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Comet Chasers Night on April 11

If you happen to be on the Los Angeles area on April 11, then try to
see this event with Alan Hale, Thomas Bopp (of Comet Hale-Bopp fame),
David Levy (of Comet Shoemaker-Levy 9 fame) and Don Yeomans.
I'm on the planning committee for this event.  Admission is free but
requires a ticket to get in.  We expect a big turnout, so if you want
to attend, get your tickets now.

Ron Baalke

PASADENA, CALIF. 91109. TELEPHONE (818) 354-5011

Contact: Stephanie R. Zeluck

FOR IMMEDIATE RELEASE                              March 31, 1997


     Astronomers  Dr. Alan Hale, Thomas Bopp, David Levy and Dr. 
Don Yeomans will participate in a Comet Hale-Bopp viewing event 
and panel discussion about comet exploration titled "Comet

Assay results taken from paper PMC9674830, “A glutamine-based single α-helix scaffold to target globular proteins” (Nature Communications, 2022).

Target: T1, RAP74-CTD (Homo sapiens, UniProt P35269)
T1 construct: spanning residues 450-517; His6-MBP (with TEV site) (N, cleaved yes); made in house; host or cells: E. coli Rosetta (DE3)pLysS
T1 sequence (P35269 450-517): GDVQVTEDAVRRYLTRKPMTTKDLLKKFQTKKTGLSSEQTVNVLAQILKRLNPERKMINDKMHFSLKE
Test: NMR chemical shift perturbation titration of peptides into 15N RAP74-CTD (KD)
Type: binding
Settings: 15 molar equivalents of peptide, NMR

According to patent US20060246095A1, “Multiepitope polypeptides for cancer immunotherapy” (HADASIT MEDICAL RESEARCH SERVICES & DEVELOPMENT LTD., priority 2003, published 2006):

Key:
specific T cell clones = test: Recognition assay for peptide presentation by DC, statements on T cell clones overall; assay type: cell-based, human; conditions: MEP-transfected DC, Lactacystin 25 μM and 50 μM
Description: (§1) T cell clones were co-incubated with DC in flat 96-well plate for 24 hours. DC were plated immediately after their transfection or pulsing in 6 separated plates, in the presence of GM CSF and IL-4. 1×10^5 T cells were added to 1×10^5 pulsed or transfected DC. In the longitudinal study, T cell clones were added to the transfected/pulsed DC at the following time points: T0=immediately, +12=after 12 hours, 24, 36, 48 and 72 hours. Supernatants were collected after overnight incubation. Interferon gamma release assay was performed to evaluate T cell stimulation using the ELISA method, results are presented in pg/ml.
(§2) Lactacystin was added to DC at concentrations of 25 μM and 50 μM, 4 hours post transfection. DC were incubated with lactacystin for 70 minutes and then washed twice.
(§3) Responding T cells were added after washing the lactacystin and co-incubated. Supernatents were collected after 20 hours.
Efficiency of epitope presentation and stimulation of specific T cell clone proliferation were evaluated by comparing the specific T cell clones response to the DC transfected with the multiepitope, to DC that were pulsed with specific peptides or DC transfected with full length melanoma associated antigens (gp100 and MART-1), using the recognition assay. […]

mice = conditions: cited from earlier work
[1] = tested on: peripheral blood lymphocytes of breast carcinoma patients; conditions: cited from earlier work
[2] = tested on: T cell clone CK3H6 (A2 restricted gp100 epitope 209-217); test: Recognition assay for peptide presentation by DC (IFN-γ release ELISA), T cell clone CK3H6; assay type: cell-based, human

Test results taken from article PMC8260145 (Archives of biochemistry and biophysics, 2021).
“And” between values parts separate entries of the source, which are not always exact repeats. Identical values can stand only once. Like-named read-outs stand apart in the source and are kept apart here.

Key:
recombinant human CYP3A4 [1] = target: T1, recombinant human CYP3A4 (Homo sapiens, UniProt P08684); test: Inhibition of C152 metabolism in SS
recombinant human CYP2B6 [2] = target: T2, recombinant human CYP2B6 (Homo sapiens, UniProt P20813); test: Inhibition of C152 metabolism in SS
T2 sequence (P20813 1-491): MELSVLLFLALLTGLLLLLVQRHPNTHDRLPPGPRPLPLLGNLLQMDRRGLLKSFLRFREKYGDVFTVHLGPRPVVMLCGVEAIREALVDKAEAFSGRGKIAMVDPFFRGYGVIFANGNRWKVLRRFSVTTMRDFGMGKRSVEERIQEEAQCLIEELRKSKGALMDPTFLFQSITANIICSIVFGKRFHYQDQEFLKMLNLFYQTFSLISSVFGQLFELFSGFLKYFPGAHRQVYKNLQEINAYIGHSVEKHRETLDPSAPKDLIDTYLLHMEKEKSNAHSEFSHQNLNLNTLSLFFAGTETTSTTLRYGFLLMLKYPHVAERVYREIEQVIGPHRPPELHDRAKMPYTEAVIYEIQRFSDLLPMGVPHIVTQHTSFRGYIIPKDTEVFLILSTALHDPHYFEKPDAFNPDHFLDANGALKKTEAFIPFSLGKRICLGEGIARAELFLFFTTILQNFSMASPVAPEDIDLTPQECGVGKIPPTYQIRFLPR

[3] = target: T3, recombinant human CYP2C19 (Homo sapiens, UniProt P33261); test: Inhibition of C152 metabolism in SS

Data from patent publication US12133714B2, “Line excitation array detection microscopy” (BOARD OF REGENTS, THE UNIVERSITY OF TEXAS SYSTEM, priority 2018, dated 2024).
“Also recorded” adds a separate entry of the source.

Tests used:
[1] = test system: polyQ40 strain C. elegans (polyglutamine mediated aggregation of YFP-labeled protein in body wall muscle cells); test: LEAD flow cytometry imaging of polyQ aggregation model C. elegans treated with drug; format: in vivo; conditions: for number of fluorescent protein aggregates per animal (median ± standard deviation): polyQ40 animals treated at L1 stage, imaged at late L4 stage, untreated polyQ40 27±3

Chasers: On the Trail of a Comet,"  at the California Institute 
of Technology's Beckman Auditorium on Friday, April 11.

     Admission to the public event is free, but tickets are 
required to attend.  Tickets are available from the Caltech 
Ticket Office, 332 S. Michigan Avenue, Pasadena; by phone at  
(818)395-4652; via fax at (818)795-1378; or via the Internet at 
There is a limit of four tickets per request.  For those outside 
Southern California, the panel discussion will also be broadcast 
via Internet.

     The event will present an opportunity for the public to view 
Comet Hale-Bopp and Comet Wild-2 (pronounced "vilt two") through 
telescopes provided by the Jet Propulsion Laboratory's Astronomy